withi durin n the first 15 minutes you're already treated to a bevy of new controls and animation
because you now have to essentially double-tap to find coins, it's difficult to keep the magnifying glass in the same place
the space to input your answers is now on the touch screen
It makes for some extra work as you need to tap the arrow to pull up the text of the puzzle, but it's also handy to be able to write down answers as you might think of them
controls take a bit of time getting used to. i kept tapping the suitcase when i wanted to move, as the move "shoe" icon was located there in previous games.

To envision this in 3-D, please print out this image, cut out the figures and hold them slightly above the background. Crinkle for texture.Within the first 15 minutes of the game, you're treated to a bevy of new controls and animation. In-game characters are now drawn in 3-D (without needing to use the 3DS's built-in ability), and although it's strange at first, it grows on you soon enough. Most cut scenes are still done in the old 2-D style, but some scenes using the 3-D figures do come later in the game. They're well done and the characters move as fluidly as in the regular 2-D animation, though they still give a sense of being slightly stiff marionettes.

Moving around town is a bit simpler. Instead of a Shoe icon as in previous games, a map of your current location and adjacent areas appears on the 3DS's touch screen. Places you can move to are marked as orange dots; touch the desired dot to move there, and the location will show up on the upper screen. In this way, you move through Monte d'Or.

However, exploring is a little more complicated than before. Along with the familiar Trunk icon on the touch screen is a magnifying glass, which is the Investigation icon. To check around an area, first you must tap that magnifying glass to enter Investigation mode, which causes a corresponding glass to appear on the upper screen. Instead of tapping madly, you now slide the stylus on the touch screen to move the magnifying glass over the area. The glass will turn orange when you land on something of interest; tapping on it then reveals a person with something to say (and very likely with a puzzle to throw your way); a distinct feature of the town, with commentary from Layton, Emmy and Luke (and all three of them WILL comment); a hidden puzzle or treasure; or a hint coin.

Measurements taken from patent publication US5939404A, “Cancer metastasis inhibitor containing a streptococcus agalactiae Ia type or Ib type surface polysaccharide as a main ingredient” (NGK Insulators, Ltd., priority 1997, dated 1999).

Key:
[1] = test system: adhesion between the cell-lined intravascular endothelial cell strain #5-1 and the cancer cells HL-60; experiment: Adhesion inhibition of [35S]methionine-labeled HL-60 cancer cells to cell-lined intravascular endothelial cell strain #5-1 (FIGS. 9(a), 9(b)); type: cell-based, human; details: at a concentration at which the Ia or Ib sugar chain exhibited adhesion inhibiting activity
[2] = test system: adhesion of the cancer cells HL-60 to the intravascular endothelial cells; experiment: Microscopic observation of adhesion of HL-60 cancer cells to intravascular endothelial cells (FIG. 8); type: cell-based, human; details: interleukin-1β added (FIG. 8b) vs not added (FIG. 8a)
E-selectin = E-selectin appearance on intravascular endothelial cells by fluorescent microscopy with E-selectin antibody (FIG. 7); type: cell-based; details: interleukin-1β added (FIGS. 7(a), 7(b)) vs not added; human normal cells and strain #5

Sometimes the glass will turn blue, denoting a place to zoom into. Zooming in uncovers deeper areas, along with more people and treasures.

Adding to the complexity: Locations now extend beyond the dimensions of the 3DS's physical screen, so you need to move all around while in Investigation mode to see everything possible. This could prove slightly dizzying if you're like me, wiggling the magnifying glass all over everything to try to find every nook and cranny where the glass might turn orange or blue and reveal secret items.

The controls do take some getting used to. Because of the disconnect between the movement of the magnifying glass and your control of it, and because of the lag the 3DS has in responding to stylus movements, it can be hard to home in on points of interest if, like me, you slide the thing around rapidly and keep passing over the precise point where the glass turns orange. You now have to double-tap to grab hint coins, and it's difficult to keep the magnifying glass in the same place to do so. I also kept accidentally tapping the Trunk icon when I wanted to move to another area, as the Shoe icon was located in that spot in previous games.

Yes, there's a puzzle involving Layton's hat. There always is. Luke's hat? Never. But Layton? Every single game.Then there are the puzzles themselves. The mandatory, zero-picarat "puzzles" that must be solved to advance the game make a reappearance -- mostly in the form of multiple-choice questions as Layton and the police are dissecting the Masked Gentleman's "miracles" -- and there is no loss if you don't quite solve it the first time around. Other puzzles are standard Layton franchise fare, and none (that I've found so far) take advantage of the console's 3-D ability. What they have added are mostly aesthetics: The puzzle and the space to input your answer will be on the touchscreen, and some kind of animation will often be on the upper screen -- such as little statues of cats jumping over each other when trying to clear a board of all but one statue, or pizza slices flipping upside down and right side up as you try to get the entire pizza facing the correct way up.

Because of this, the text of the puzzle is hidden, though you can easily pull it up again by tapping on the arrow to make it appear on whichever screen you choose. It makes for a little extra work, but it's also handy to be able to write down answers as you might think of them.